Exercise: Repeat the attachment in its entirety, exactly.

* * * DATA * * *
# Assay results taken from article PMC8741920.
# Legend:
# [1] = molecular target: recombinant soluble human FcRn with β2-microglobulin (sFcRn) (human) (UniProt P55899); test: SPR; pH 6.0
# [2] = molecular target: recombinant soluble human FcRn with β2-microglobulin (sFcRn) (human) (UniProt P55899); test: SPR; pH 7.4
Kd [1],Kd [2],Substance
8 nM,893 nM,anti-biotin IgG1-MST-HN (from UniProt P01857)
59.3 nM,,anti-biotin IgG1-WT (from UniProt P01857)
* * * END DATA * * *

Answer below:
# Assay results taken from article PMC8741920.
# Legend:
# [1] = molecular target: recombinant soluble human FcRn with β2-microglobulin (sFcRn) (human) (UniProt P55899); test: SPR; pH 6.0
# [2] = molecular target: recombinant soluble human FcRn with β2-microglobulin (sFcRn) (human) (UniProt P55899); test: SPR; pH 7.4
Kd [1],Kd [2],Substance
8 nM,893 nM,anti-biotin IgG1-MST-HN (from UniProt P01857)
59.3 nM,,anti-biotin IgG1-WT (from UniProt P01857)